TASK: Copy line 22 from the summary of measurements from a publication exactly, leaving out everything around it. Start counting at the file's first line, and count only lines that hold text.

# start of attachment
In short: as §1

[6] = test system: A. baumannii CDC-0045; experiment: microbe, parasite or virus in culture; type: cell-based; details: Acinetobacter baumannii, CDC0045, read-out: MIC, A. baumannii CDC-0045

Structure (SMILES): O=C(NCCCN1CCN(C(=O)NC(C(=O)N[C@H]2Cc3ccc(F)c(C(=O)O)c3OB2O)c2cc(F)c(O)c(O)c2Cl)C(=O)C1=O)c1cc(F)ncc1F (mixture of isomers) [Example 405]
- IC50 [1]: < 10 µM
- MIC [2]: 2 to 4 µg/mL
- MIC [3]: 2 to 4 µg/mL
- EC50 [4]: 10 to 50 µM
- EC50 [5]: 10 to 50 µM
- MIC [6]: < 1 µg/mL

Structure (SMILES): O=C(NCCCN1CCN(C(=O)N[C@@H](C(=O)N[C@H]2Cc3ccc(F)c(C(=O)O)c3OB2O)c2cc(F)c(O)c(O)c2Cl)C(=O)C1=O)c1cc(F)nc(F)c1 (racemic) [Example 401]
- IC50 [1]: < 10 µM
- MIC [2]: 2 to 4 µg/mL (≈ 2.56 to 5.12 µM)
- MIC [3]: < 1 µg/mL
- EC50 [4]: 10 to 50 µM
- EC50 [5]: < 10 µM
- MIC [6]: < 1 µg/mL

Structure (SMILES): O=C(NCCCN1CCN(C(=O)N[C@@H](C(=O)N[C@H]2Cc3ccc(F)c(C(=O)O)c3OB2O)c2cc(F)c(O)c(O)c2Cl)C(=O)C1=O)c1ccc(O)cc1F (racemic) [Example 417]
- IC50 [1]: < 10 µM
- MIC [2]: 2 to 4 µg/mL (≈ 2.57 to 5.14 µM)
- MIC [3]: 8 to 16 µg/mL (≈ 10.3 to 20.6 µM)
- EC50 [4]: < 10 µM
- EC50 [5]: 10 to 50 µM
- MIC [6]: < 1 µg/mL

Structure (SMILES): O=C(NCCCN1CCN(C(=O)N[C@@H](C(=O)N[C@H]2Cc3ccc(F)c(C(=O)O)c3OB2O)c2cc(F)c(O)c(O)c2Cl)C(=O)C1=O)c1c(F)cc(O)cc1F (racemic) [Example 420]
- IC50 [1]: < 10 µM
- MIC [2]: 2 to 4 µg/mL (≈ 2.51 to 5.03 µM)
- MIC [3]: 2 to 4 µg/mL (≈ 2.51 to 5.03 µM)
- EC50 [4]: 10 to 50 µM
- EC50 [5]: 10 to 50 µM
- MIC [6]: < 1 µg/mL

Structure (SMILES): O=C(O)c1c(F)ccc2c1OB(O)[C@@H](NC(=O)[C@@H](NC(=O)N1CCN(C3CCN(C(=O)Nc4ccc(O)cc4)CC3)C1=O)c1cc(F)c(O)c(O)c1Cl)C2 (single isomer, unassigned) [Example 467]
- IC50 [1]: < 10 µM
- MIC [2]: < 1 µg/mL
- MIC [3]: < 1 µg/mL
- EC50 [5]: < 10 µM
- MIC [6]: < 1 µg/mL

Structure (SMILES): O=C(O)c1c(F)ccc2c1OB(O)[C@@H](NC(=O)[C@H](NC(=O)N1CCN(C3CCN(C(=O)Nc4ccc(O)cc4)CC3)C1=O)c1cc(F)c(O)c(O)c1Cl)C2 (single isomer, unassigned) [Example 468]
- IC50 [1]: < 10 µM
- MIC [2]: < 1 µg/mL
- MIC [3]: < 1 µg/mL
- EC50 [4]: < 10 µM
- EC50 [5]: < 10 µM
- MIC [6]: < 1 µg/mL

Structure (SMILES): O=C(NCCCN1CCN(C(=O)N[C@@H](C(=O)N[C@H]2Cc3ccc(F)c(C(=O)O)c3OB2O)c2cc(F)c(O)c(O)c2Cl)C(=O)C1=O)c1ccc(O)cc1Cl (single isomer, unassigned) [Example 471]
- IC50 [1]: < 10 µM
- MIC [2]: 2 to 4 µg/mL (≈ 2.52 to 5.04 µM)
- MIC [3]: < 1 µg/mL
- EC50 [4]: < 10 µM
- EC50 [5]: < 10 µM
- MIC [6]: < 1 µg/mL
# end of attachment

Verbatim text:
- EC50 [5]: 10 to 50 µM